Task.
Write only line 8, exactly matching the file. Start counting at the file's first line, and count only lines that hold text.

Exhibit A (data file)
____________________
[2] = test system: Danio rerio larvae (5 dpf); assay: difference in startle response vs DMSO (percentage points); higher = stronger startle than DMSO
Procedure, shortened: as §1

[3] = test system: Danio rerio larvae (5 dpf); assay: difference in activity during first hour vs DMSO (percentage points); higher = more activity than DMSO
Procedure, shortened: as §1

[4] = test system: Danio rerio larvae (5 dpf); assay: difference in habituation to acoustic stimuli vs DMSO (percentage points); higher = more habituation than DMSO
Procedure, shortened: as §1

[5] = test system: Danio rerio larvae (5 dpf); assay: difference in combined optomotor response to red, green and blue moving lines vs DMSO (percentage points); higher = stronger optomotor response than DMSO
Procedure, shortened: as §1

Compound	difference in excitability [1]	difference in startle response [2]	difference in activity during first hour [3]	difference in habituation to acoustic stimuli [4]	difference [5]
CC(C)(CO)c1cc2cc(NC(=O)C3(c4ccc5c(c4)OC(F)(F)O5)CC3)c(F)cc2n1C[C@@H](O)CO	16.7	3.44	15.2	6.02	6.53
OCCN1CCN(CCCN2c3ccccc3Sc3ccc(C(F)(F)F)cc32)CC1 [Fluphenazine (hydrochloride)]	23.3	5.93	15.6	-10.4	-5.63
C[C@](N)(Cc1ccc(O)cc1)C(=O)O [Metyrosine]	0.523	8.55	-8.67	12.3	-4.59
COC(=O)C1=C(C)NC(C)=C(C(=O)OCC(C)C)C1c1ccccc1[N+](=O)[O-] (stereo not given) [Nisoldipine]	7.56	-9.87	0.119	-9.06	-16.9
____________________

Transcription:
Procedure, shortened: as §1